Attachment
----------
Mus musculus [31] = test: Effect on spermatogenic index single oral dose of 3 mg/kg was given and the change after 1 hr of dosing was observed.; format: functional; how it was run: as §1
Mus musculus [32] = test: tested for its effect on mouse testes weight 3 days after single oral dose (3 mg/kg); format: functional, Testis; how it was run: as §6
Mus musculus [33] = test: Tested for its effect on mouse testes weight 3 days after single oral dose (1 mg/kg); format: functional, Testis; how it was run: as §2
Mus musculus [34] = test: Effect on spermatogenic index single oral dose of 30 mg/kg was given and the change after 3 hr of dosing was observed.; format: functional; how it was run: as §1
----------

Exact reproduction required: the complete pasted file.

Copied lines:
Mus musculus [31] = test: Effect on spermatogenic index single oral dose of 3 mg/kg was given and the change after 1 hr of dosing was observed.; format: functional; how it was run: as §1
Mus musculus [32] = test: tested for its effect on mouse testes weight 3 days after single oral dose (3 mg/kg); format: functional, Testis; how it was run: as §6
Mus musculus [33] = test: Tested for its effect on mouse testes weight 3 days after single oral dose (1 mg/kg); format: functional, Testis; how it was run: as §2
Mus musculus [34] = test: Effect on spermatogenic index single oral dose of 30 mg/kg was given and the change after 3 hr of dosing was observed.; format: functional; how it was run: as §1